On the day that Keiron Cunningham plays what could be his last rugby league match for Wales – and Iestyn Harris could already have played his – the code is bracing itself for a continuing battle to keep its best talent.
The match with England at Wrexham tonight – and a moderately low-key affair it is likely to be – is the sum total of Wales's international involvement in the year following their heroics in the 2000 World Cup.
Scotland and Ireland have had one game apiece, with depleted teams in front of small crowds in midweek in France, and Great Britain have not played as an entity since the ill-fated Tri-Nations tournament in Australasia in 1999.
And there, as well as in the pure economic imbalance between the two codes, lies the problem. Quite apart from the big bag of money that rugby union clubs, with the assistance of their governing bodies, can offer players, it is the vibrant international dimension of their sport that is the biggest attraction to league's finest.
The success of Jason Robinson on the Lions' tour has showed what can be achieved by a truly outstanding athlete making the transition. He might have had more fun playing for Wigan than for Sale, but league could offer no substantial counter-attraction to union's big international occasions.
There are those who saw Harris' face when he played for Wales against Lebanon in front of fewer than 1,500 people at Llanelli in the World Cup last November and knew that league had lost him.
The case of Cunningham is subtly different, which is why the Rugby Football League is trying to set up a private sponsorship deal to keep him in the game. There is a logic in what the league is trying to do; it is money from the Rugby Football Union and Welsh Rugby Union that is greasing the wheels of their clubs when they go after league talent, so why shouldn't the RFL fight back?
The difference – and the irony – is that the Unions have money because their international calendar is so profitable. The RFL has none, partly because its recent, half-baked approach to global competition has lost money, so it now has to try to bring in finance from outside.
Even if this results in the symbolic triumph of retaining Cunningham, who, if some were to be believed, was playing his last match for Saints months ago, how often could it be repeated? You could write a thesis on the reasons, but rugby league does not attract the steady stream of sugar daddies that its rival seems to.
None of that means that league is under threat for its very existence the way that some hysterical commentators suggest. Peter Wheeler's idea that clubs are ready to switch codes is a logistical nonsense, even if that did not stop Leicester from once toying with the idea.
That is not to say that there are not people in rugby league so self-serving that they would flirt with that betrayal as a means of getting their own way.
Wigan's owner, Dave Whelan, can threaten, in his forthright style, to take the club to union, but, even if he could, nobody would watch and he would be hung in effigy from the lamp-posts of Standishgate. The fans are not transferrable, because the more they like their league, the less interested they are in union.
Maurice Lindsay, possibly fearing a revolt, yesterday distanced the club from Whelan's comments. "We have no intention of turning our back on rugby league," the Wigan chairman said. "Dave Whelan has only ever said that if the opportunity came along we would possibly run a rugby union team alongside our rugby league team."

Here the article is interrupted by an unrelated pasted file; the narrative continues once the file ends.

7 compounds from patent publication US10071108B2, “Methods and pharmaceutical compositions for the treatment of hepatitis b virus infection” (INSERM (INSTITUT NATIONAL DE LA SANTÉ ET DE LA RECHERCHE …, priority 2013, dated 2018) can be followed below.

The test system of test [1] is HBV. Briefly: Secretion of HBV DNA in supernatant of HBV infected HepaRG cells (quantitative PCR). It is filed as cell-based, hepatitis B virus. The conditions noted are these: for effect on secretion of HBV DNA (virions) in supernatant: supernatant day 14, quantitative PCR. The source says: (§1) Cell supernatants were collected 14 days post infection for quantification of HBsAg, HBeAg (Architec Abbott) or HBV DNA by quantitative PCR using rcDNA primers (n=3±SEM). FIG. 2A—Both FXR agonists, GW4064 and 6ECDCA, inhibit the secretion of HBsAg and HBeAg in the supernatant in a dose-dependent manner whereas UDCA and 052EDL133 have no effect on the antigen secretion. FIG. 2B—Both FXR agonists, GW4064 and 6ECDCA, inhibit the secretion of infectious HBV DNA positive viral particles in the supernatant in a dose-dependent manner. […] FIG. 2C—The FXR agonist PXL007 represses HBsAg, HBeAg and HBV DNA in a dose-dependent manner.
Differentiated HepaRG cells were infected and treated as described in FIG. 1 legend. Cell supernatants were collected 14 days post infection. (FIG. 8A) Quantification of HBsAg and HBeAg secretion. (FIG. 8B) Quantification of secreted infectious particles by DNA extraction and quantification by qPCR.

Yes, league will lose Harris, possibly Cunningham, maybe even Kris Radlinski, Wigan's wonderful full-back, who plays for England tonight. But it will not lie down and die or surrender its identity, any more than union did when it lost Jonathan Davies.
Over the past few months, young players on rugby union's famous "hit list" like Kevin Sinfield, Richard Horne and Leon Pryce have committed themselves to league for the forseeable future.
The tier below them, the national Under-18 side, has just won a series in New Zealand for the first time. The talent is there, as rugby union acknowledges by the energy it puts into trying to prise some of it away.
Of course, league does not want to become a training ground for rugby union, but much of the remedy is in its own hands – and it does not always depend on the depth of pockets.
Super League clubs who complain about the dangers of losing players are often the worst culprits in insisting on the primacy of their domestic competition and hobbling representative rugby league through their reluctance to release "their" players.
What is needed is a new realistion that rugby league is in this together; the ones union might want are "our" players and making league as satisfying a career as it can be is a joint responsibility.
The vast majority of league players will always prefer to stay with the game, because it is so much more rewarding to play at club level. It is only the tiny percentage who can virtually be guaranteed a place in a national union team who are being offered anything that they cannot get from the code they have grown up in.
And, as for threats to take clubs off to union, the game should be sufficiently strong-minded to call the bluff.
If anyone tried to make that particular fantasy come true, the backlash would produce a new club in a town like Wigan – hopefully one that could see beyond its own selfish interests.Reuse content